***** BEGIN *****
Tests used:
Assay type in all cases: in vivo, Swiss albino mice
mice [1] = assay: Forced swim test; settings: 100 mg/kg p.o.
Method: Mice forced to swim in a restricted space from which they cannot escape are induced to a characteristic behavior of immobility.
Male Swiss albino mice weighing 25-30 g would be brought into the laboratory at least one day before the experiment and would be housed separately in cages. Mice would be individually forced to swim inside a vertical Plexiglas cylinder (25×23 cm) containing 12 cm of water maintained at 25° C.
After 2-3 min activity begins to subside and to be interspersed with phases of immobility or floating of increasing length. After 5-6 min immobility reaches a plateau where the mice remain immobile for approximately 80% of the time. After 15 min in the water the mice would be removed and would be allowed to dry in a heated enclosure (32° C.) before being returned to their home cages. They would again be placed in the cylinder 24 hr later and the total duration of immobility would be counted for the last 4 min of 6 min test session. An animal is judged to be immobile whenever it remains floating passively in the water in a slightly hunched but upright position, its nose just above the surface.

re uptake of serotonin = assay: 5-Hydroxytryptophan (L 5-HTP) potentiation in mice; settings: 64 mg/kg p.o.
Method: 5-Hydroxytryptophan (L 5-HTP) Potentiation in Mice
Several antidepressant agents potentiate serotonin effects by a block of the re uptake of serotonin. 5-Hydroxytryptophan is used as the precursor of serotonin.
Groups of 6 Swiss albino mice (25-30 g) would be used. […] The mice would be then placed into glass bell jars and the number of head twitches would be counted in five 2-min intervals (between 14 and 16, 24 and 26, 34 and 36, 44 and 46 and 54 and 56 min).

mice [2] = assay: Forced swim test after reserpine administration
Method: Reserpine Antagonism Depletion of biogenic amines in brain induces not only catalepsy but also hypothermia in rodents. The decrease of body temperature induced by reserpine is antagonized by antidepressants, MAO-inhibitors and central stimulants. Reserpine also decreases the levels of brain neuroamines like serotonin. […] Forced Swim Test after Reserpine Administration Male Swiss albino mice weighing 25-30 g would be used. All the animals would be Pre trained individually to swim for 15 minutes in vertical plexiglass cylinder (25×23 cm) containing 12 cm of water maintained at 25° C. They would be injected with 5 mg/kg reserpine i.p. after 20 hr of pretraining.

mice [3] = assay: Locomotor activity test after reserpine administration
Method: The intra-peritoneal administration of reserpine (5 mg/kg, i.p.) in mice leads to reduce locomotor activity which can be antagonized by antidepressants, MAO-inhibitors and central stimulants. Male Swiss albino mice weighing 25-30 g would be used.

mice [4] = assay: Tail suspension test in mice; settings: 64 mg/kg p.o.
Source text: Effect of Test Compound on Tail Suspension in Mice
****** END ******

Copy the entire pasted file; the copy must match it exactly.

Tests used:
Assay type in all cases: in vivo, Swiss albino mice
mice [1] = assay: Forced swim test; settings: 100 mg/kg p.o.
Method: Mice forced to swim in a restricted space from which they cannot escape are induced to a characteristic behavior of immobility.
Male Swiss albino mice weighing 25-30 g would be brought into the laboratory at least one day before the experiment and would be housed separately in cages. Mice would be individually forced to swim inside a vertical Plexiglas cylinder (25×23 cm) containing 12 cm of water maintained at 25° C.
After 2-3 min activity begins to subside and to be interspersed with phases of immobility or floating of increasing length. After 5-6 min immobility reaches a plateau where the mice remain immobile for approximately 80% of the time. After 15 min in the water the mice would be removed and would be allowed to dry in a heated enclosure (32° C.) before being returned to their home cages. They would again be placed in the cylinder 24 hr later and the total duration of immobility would be counted for the last 4 min of 6 min test session. An animal is judged to be immobile whenever it remains floating passively in the water in a slightly hunched but upright position, its nose just above the surface.

re uptake of serotonin = assay: 5-Hydroxytryptophan (L 5-HTP) potentiation in mice; settings: 64 mg/kg p.o.
Method: 5-Hydroxytryptophan (L 5-HTP) Potentiation in Mice
Several antidepressant agents potentiate serotonin effects by a block of the re uptake of serotonin. 5-Hydroxytryptophan is used as the precursor of serotonin.
Groups of 6 Swiss albino mice (25-30 g) would be used. […] The mice would be then placed into glass bell jars and the number of head twitches would be counted in five 2-min intervals (between 14 and 16, 24 and 26, 34 and 36, 44 and 46 and 54 and 56 min).

mice [2] = assay: Forced swim test after reserpine administration
Method: Reserpine Antagonism Depletion of biogenic amines in brain induces not only catalepsy but also hypothermia in rodents. The decrease of body temperature induced by reserpine is antagonized by antidepressants, MAO-inhibitors and central stimulants. Reserpine also decreases the levels of brain neuroamines like serotonin. […] Forced Swim Test after Reserpine Administration Male Swiss albino mice weighing 25-30 g would be used. All the animals would be Pre trained individually to swim for 15 minutes in vertical plexiglass cylinder (25×23 cm) containing 12 cm of water maintained at 25° C. They would be injected with 5 mg/kg reserpine i.p. after 20 hr of pretraining.

mice [3] = assay: Locomotor activity test after reserpine administration
Method: The intra-peritoneal administration of reserpine (5 mg/kg, i.p.) in mice leads to reduce locomotor activity which can be antagonized by antidepressants, MAO-inhibitors and central stimulants. Male Swiss albino mice weighing 25-30 g would be used.

mice [4] = assay: Tail suspension test in mice; settings: 64 mg/kg p.o.
Source text: Effect of Test Compound on Tail Suspension in Mice